Writ of Execution Returned Nulla Bona. After the Abstract of Judgment is filed in the county real property records, the consumer must ask the court where the final judgment was obtained to issue a Writ of Execution order. This order directs the constable or sheriff to try to locate the defendant, demand payment, and seize eligible assets. If the defendant cannot be located and there are no available assets, the sheriff will the Writ of Execution order to the court with the words
nulla bona (Latin for “no goods") stamped or written on the writ. That phrase or its equivalent must appear on the sheriff's return that is delivered to TREC with the application.
Filing an Application for Order Directing Payment from the Trust Account. After obtaining the three previously listed items, the consumer is ready to file an Application for Order Directing Payment from the Real Estate Recovery Trust Account. This application is filed in the same court from which the consumer obtained the final judgment and with the same case number that is on the final judgment. The consumer then needs to submit a file-stamped copy of the application, along with copies of the Final Judgment, Abstract of Judgment, and Writ of Execution (returned nulla bona) to TREC. A hearing date in the civil court does not need to be set unless TREC indicates it is necessary. Most claims are settled by TREC without a civil court hearing.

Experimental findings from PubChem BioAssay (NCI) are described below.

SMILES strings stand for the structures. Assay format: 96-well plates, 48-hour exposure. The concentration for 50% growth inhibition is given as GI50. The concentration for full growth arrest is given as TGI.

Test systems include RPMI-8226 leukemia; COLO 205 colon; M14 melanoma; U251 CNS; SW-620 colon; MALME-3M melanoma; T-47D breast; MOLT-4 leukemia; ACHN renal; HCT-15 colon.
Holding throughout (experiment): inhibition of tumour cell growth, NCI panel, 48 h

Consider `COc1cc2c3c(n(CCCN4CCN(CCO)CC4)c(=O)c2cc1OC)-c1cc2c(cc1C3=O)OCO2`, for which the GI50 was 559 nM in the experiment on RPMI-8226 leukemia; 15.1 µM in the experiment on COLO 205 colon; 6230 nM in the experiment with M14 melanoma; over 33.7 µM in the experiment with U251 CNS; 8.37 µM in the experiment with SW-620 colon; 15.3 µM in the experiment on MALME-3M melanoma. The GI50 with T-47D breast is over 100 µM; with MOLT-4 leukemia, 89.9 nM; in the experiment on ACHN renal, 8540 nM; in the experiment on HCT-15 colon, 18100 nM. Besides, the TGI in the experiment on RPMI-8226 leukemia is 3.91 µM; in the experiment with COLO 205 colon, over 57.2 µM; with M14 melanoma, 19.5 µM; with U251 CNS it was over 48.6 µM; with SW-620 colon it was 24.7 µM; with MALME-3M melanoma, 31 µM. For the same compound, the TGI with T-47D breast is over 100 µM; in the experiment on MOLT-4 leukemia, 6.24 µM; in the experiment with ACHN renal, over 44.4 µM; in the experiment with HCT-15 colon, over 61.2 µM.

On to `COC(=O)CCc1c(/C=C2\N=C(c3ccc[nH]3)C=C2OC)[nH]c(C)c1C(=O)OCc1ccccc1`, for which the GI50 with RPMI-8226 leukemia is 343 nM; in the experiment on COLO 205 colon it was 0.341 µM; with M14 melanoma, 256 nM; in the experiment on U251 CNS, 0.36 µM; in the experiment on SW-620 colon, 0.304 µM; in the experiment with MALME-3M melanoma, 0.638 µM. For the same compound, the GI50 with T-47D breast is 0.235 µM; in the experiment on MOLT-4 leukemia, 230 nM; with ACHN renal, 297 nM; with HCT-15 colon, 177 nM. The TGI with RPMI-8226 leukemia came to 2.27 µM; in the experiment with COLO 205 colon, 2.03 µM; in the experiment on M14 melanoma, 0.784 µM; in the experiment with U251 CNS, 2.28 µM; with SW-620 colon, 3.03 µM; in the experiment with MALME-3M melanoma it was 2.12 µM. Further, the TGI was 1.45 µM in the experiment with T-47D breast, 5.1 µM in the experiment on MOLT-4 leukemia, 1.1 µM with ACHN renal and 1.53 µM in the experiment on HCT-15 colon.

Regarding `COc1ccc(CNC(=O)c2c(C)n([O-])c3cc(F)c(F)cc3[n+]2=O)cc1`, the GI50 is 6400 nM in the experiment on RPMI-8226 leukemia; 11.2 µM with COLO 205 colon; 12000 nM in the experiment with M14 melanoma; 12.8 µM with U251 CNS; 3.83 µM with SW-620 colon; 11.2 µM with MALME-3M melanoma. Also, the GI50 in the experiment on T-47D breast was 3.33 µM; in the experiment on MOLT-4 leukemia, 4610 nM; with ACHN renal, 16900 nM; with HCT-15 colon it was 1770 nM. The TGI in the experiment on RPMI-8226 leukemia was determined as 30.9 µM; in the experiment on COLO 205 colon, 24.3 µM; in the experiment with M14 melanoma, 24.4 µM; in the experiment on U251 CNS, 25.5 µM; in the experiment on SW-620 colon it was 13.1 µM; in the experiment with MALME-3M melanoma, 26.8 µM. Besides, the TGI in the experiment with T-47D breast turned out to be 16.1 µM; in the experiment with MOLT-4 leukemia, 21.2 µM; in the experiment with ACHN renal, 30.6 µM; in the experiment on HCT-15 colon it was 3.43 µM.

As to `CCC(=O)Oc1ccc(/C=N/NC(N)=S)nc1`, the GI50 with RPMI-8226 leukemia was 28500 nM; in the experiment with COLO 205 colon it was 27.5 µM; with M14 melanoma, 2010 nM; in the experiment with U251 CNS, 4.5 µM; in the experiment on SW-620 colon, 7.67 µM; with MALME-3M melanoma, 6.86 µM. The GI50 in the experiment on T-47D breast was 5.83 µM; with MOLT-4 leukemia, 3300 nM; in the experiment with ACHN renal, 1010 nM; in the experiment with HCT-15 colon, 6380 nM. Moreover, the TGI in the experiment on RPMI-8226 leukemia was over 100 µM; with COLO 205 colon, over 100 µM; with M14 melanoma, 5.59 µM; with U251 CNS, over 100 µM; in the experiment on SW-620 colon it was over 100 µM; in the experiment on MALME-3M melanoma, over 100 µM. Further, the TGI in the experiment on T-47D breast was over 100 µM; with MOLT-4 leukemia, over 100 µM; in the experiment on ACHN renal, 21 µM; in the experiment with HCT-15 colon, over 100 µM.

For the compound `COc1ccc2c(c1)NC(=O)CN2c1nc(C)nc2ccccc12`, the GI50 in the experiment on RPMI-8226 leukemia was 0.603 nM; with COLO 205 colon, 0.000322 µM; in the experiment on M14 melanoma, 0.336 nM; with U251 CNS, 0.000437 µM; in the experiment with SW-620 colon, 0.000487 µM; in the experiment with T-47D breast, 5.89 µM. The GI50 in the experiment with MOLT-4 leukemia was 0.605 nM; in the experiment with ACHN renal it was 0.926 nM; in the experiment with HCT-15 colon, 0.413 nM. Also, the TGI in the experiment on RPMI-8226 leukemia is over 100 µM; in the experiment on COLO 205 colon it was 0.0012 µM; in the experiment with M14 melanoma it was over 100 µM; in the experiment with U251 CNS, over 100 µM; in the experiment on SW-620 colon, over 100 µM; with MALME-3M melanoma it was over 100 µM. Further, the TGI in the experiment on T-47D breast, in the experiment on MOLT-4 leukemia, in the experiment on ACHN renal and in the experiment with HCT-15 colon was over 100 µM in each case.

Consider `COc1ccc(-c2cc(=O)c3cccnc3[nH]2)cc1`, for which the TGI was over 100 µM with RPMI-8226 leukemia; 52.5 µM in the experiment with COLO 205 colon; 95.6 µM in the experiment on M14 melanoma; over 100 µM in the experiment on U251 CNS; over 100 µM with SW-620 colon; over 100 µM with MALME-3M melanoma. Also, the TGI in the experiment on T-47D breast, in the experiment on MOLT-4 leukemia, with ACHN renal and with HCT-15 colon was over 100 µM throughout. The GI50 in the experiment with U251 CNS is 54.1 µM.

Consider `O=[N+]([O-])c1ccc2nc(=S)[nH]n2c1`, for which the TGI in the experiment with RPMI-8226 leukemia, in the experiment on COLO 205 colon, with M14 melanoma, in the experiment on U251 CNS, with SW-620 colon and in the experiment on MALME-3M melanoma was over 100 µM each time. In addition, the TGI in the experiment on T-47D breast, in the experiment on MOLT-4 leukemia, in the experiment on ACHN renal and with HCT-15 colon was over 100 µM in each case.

Review and Payment of Claim
On receipt and initial review of an application, TREC will send the consumer an acknowledgement letter describing any additional information that is needed to review the claim.
According to TREC's website, common additional information requested includes “a file-stamped copy of the original petition, an explanation of the facts and circumstances surrounding the case, and attorney billing statements."